Published online 21 March 2010 | Nature | doi:10.1038/news.2010.138


Cancer genes silenced in humans

Tiny particles carrying short strands of RNA can interfere with protein production in tumours.

MelanomaCancer genes in human melanomas have been switched off.National Cancer Institute

Short sequences of RNA that can effectively turn off specific genes have for the first time been used to treat skin cancer in people.

The technique, called RNA interference (RNAi), gained its inventors a Nobel Prize in 2006, but researchers have struggled to get it to the clinic, partly because of problems in getting the molecules to their target.

Now, Mark Davis from the California Institute of Technology in Pasadena and his colleagues have found a way to deliver particles containing such sequences to patients with the skin cancer melanoma. When analysing biopsies of the tumours after treatment, they found that the particles had inhibited expression of a key gene, called RRM2, needed for the cancer cells to multiply. Their research is published today in Nature1.

The researchers created the particles from two polymers plus a protein that binds to receptors on the surface of cancer cells and pieces of RNA called small-interfering RNA, or siRNA, designed to stop the RRM2 gene from being translated into protein. The siRNA works by sticking to the messenger RNA (mRNA) that carries the gene's code to the cell's protein-making machinery and ensuring that enzymes cut the mRNA at a specific spot.

When the components are mixed together in water, they assemble into particles about 70 nanometres in diameter. The researchers can then administer the nanoparticles into the bloodstream of patients, where the particles circulate until they encounter 'leaky' blood vessels that supply the tumours with blood. The particles then pass through the vessels to the tumour, where they bind to the cell and are then absorbed.

Once inside the cell, the nanoparticles fall apart, releasing the siRNA. The other parts of the nanoparticle are so small, they pass out of the body in urine. "It sneaks in, evades the immune system, delivers the siRNA, and the disassembled components exit out," Davis says.

Fire at will

The study describes the science behind a phase I trial assessing the safety of the technique in 15 patients. When researchers analysed tumour samples from three of the patients who volunteered samples, they found fragments of the mRNA in exactly the length and sequence they would expect from the design of their siRNA. And in at least one patient, the levels of the protein were lower than they were in samples of the tumours taken before treatment. They also found that patients who were given higher doses had higher levels of siRNA in their tumours. "The more we put in, the more ends up where they are supposed to be, in tumour cells," Davis says.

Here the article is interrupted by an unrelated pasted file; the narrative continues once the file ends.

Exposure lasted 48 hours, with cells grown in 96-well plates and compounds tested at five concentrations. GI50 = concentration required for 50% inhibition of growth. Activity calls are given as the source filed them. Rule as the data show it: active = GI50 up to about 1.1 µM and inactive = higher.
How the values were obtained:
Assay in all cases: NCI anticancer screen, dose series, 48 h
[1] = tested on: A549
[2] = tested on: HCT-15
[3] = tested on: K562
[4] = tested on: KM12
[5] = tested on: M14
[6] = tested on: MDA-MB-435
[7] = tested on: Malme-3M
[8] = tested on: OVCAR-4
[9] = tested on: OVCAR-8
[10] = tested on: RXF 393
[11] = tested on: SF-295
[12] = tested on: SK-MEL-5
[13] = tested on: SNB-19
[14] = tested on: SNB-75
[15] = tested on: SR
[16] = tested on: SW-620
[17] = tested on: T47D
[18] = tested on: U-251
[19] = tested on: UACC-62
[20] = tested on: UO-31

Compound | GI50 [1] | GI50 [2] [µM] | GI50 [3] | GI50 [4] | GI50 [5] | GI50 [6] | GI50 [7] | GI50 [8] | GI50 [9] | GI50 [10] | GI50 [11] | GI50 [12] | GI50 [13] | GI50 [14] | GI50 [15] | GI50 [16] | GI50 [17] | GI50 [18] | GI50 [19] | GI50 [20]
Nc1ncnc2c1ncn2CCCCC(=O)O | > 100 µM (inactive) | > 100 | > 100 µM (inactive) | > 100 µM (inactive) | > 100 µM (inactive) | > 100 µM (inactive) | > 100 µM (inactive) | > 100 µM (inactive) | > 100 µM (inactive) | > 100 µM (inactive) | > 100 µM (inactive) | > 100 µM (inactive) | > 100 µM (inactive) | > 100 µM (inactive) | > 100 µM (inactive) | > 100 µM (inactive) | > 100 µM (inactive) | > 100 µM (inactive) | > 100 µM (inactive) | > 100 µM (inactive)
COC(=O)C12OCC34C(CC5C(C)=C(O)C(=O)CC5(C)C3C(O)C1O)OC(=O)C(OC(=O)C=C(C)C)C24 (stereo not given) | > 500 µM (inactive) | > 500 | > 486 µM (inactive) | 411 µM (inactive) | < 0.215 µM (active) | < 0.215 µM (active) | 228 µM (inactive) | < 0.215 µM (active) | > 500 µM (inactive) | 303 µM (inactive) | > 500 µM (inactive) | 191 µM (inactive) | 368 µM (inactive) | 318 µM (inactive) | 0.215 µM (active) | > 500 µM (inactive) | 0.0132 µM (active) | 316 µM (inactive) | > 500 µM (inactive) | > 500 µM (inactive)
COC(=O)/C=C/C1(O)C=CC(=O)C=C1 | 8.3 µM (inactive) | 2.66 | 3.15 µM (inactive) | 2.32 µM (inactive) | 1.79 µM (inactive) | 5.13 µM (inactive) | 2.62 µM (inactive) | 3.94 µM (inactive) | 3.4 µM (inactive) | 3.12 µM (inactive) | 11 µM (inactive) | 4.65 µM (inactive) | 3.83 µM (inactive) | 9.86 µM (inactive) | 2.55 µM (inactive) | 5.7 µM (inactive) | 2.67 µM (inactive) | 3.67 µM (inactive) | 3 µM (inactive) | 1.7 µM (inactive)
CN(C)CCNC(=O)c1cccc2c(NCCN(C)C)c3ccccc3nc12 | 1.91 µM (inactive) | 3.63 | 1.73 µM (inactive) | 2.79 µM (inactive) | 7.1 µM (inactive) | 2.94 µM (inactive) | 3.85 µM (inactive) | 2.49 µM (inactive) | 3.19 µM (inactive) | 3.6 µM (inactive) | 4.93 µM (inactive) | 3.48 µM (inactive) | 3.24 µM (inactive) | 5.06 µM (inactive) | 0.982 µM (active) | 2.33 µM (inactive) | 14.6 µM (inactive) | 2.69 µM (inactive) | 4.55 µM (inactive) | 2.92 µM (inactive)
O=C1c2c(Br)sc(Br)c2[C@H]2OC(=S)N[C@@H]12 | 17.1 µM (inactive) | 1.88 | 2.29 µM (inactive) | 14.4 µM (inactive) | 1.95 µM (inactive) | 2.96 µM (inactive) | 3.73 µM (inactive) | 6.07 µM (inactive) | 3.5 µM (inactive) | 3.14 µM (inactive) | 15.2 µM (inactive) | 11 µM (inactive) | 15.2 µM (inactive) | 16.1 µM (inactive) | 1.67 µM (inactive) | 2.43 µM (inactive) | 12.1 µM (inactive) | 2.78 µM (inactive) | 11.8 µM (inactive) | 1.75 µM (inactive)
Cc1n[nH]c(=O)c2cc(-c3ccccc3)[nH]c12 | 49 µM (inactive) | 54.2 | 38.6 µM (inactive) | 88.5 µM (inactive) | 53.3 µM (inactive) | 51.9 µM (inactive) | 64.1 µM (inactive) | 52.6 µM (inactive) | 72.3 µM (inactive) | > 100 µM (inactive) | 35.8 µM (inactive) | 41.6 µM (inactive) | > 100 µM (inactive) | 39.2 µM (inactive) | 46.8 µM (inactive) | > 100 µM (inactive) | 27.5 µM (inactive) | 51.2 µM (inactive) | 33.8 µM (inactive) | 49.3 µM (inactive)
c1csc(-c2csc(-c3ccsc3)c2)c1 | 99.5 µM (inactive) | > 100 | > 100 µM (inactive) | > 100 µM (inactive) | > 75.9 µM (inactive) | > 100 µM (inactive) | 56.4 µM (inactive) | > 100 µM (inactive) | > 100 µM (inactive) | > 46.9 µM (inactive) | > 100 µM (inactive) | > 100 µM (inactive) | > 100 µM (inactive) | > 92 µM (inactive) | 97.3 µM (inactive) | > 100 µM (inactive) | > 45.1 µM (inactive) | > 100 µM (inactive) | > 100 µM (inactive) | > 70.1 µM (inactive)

Researchers will need more data from clinical trials to ensure that such therapies are safe to use in people. But Davis says that his study means there is now direct evidence that nanoparticles and RNAi can be used to attack harmful genes in humans — and not just in the test tube. "What's so exciting is that virtually any gene can be targeted now," he says. "Every protein now is druggable."


Davis says that by targeting specific genes he hopes these treatments will not have major side effects. "My hope is to make tumours melt away while maintaining a high quality of life for the patients," he says. "We're moving another step closer to being able to do that now."

But some researchers are concerned that the treatment has not been tested on more patients and that more samples were not taken from each patient. Molecular biologist Thomas Tuschl from Rockefeller University in New York says it is "exciting that such nanoparticles in multiple dosing schemes can reach the tissue and apparently have measurable effects". That is, he says, if one wants to believe the data from the single patient who had lower levels of the protein. "I hope these findings can be confirmed in the future," he adds.

Biomedical engineer Daniel Anderson from Massachusetts Institute of Technology in Cambridge has also been trying to develop RNAi delivery systems, and he thinks the data are a great start. "Generally, people who worry about making therapeutics understand that animals are not people," he says. "There are a lot of really exciting data with animals, but ultimately, the usefulness of these types of drug-delivery systems must be evaluated in humans, and that's why this is an important study. But it's not like we're done." 

Commenting is now closed.